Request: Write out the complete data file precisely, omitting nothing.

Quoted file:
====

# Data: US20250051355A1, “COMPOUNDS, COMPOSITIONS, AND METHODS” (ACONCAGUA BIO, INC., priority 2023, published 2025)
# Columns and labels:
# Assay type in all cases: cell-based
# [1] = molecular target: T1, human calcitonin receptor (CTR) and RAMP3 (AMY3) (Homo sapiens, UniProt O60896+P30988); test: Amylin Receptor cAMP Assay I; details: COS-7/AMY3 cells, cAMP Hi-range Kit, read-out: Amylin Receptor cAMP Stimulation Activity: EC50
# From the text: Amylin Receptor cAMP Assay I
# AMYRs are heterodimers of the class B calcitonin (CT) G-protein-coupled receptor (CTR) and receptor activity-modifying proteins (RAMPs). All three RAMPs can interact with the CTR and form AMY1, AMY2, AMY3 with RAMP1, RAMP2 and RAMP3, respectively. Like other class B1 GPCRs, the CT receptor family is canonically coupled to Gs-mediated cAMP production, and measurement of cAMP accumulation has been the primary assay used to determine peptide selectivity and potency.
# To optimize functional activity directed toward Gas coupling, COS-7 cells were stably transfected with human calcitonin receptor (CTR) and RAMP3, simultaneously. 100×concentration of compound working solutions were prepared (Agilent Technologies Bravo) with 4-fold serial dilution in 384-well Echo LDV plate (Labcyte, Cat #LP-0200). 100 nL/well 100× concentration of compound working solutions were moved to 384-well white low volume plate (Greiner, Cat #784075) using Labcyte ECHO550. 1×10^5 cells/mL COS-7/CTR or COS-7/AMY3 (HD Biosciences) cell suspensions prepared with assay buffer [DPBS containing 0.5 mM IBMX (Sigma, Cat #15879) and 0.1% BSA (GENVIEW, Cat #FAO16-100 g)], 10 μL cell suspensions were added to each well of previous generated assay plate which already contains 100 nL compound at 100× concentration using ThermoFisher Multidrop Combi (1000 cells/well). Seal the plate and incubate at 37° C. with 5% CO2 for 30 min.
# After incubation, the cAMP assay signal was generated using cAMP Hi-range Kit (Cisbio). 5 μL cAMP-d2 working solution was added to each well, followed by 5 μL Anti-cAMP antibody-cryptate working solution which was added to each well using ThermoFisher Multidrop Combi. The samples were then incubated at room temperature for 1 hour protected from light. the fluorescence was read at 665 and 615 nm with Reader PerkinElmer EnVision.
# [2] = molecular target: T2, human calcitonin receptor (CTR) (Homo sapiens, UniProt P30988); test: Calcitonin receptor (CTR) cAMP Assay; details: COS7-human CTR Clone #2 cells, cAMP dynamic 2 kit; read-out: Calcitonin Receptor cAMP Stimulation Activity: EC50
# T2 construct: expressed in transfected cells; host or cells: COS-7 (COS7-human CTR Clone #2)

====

# Data: US20250051355A1, “COMPOUNDS, COMPOSITIONS, AND METHODS” (ACONCAGUA BIO, INC., priority 2023, published 2025)
# Columns and labels:
# Assay type in all cases: cell-based
# [1] = molecular target: T1, human calcitonin receptor (CTR) and RAMP3 (AMY3) (Homo sapiens, UniProt O60896+P30988); test: Amylin Receptor cAMP Assay I; details: COS-7/AMY3 cells, cAMP Hi-range Kit, read-out: Amylin Receptor cAMP Stimulation Activity: EC50
# From the text: Amylin Receptor cAMP Assay I
# AMYRs are heterodimers of the class B calcitonin (CT) G-protein-coupled receptor (CTR) and receptor activity-modifying proteins (RAMPs). All three RAMPs can interact with the CTR and form AMY1, AMY2, AMY3 with RAMP1, RAMP2 and RAMP3, respectively. Like other class B1 GPCRs, the CT receptor family is canonically coupled to Gs-mediated cAMP production, and measurement of cAMP accumulation has been the primary assay used to determine peptide selectivity and potency.
# To optimize functional activity directed toward Gas coupling, COS-7 cells were stably transfected with human calcitonin receptor (CTR) and RAMP3, simultaneously. 100×concentration of compound working solutions were prepared (Agilent Technologies Bravo) with 4-fold serial dilution in 384-well Echo LDV plate (Labcyte, Cat #LP-0200). 100 nL/well 100× concentration of compound working solutions were moved to 384-well white low volume plate (Greiner, Cat #784075) using Labcyte ECHO550. 1×10^5 cells/mL COS-7/CTR or COS-7/AMY3 (HD Biosciences) cell suspensions prepared with assay buffer [DPBS containing 0.5 mM IBMX (Sigma, Cat #15879) and 0.1% BSA (GENVIEW, Cat #FAO16-100 g)], 10 μL cell suspensions were added to each well of previous generated assay plate which already contains 100 nL compound at 100× concentration using ThermoFisher Multidrop Combi (1000 cells/well). Seal the plate and incubate at 37° C. with 5% CO2 for 30 min.
# After incubation, the cAMP assay signal was generated using cAMP Hi-range Kit (Cisbio). 5 μL cAMP-d2 working solution was added to each well, followed by 5 μL Anti-cAMP antibody-cryptate working solution which was added to each well using ThermoFisher Multidrop Combi. The samples were then incubated at room temperature for 1 hour protected from light. the fluorescence was read at 665 and 615 nm with Reader PerkinElmer EnVision.
# [2] = molecular target: T2, human calcitonin receptor (CTR) (Homo sapiens, UniProt P30988); test: Calcitonin receptor (CTR) cAMP Assay; details: COS7-human CTR Clone #2 cells, cAMP dynamic 2 kit; read-out: Calcitonin Receptor cAMP Stimulation Activity: EC50
# T2 construct: expressed in transfected cells; host or cells: COS-7 (COS7-human CTR Clone #2)